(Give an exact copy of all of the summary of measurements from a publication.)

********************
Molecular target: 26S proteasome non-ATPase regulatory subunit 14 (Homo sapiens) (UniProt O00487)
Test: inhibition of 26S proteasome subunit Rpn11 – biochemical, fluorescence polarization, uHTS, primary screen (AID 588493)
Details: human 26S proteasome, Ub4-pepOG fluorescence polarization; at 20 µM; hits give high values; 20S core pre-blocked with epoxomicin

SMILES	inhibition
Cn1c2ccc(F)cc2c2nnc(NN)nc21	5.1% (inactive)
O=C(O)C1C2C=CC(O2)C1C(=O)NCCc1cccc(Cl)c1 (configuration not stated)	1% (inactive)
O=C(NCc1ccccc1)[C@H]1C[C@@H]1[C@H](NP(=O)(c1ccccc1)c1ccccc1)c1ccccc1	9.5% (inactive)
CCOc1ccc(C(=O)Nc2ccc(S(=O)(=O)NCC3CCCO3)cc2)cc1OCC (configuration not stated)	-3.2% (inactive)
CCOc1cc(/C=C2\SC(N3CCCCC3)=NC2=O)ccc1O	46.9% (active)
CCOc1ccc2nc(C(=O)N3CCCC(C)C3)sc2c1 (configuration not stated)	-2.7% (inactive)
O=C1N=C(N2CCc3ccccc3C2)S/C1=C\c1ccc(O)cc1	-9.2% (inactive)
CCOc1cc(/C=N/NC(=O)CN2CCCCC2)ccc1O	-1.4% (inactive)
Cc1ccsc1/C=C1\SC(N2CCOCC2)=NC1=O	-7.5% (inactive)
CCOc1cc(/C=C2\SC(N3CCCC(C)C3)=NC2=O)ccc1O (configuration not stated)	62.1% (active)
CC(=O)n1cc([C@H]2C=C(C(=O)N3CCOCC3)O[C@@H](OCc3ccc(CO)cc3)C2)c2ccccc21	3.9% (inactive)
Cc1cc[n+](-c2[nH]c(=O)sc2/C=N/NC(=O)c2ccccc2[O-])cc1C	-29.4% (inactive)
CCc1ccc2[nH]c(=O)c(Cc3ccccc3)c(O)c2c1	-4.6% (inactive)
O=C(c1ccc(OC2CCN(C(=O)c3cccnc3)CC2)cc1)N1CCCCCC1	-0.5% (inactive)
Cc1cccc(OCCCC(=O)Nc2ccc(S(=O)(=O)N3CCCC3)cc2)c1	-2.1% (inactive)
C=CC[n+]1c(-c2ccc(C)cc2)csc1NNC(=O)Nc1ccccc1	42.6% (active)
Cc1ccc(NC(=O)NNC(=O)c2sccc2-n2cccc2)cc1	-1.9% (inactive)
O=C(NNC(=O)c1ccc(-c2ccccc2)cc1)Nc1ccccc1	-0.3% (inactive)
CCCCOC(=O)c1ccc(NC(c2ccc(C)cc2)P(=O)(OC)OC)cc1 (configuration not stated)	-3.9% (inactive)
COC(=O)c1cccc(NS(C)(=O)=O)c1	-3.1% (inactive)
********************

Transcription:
Molecular target: 26S proteasome non-ATPase regulatory subunit 14 (Homo sapiens) (UniProt O00487)
Test: inhibition of 26S proteasome subunit Rpn11 – biochemical, fluorescence polarization, uHTS, primary screen (AID 588493)
Details: human 26S proteasome, Ub4-pepOG fluorescence polarization; at 20 µM; hits give high values; 20S core pre-blocked with epoxomicin

SMILES	inhibition
Cn1c2ccc(F)cc2c2nnc(NN)nc21	5.1% (inactive)
O=C(O)C1C2C=CC(O2)C1C(=O)NCCc1cccc(Cl)c1 (configuration not stated)	1% (inactive)
O=C(NCc1ccccc1)[C@H]1C[C@@H]1[C@H](NP(=O)(c1ccccc1)c1ccccc1)c1ccccc1	9.5% (inactive)
CCOc1ccc(C(=O)Nc2ccc(S(=O)(=O)NCC3CCCO3)cc2)cc1OCC (configuration not stated)	-3.2% (inactive)
CCOc1cc(/C=C2\SC(N3CCCCC3)=NC2=O)ccc1O	46.9% (active)
CCOc1ccc2nc(C(=O)N3CCCC(C)C3)sc2c1 (configuration not stated)	-2.7% (inactive)
O=C1N=C(N2CCc3ccccc3C2)S/C1=C\c1ccc(O)cc1	-9.2% (inactive)
CCOc1cc(/C=N/NC(=O)CN2CCCCC2)ccc1O	-1.4% (inactive)
Cc1ccsc1/C=C1\SC(N2CCOCC2)=NC1=O	-7.5% (inactive)
CCOc1cc(/C=C2\SC(N3CCCC(C)C3)=NC2=O)ccc1O (configuration not stated)	62.1% (active)
CC(=O)n1cc([C@H]2C=C(C(=O)N3CCOCC3)O[C@@H](OCc3ccc(CO)cc3)C2)c2ccccc21	3.9% (inactive)
Cc1cc[n+](-c2[nH]c(=O)sc2/C=N/NC(=O)c2ccccc2[O-])cc1C	-29.4% (inactive)
CCc1ccc2[nH]c(=O)c(Cc3ccccc3)c(O)c2c1	-4.6% (inactive)
O=C(c1ccc(OC2CCN(C(=O)c3cccnc3)CC2)cc1)N1CCCCCC1	-0.5% (inactive)
Cc1cccc(OCCCC(=O)Nc2ccc(S(=O)(=O)N3CCCC3)cc2)c1	-2.1% (inactive)
C=CC[n+]1c(-c2ccc(C)cc2)csc1NNC(=O)Nc1ccccc1	42.6% (active)
Cc1ccc(NC(=O)NNC(=O)c2sccc2-n2cccc2)cc1	-1.9% (inactive)
O=C(NNC(=O)c1ccc(-c2ccccc2)cc1)Nc1ccccc1	-0.3% (inactive)
CCCCOC(=O)c1ccc(NC(c2ccc(C)cc2)P(=O)(OC)OC)cc1 (configuration not stated)	-3.9% (inactive)
COC(=O)c1cccc(NS(C)(=O)=O)c1	-3.1% (inactive)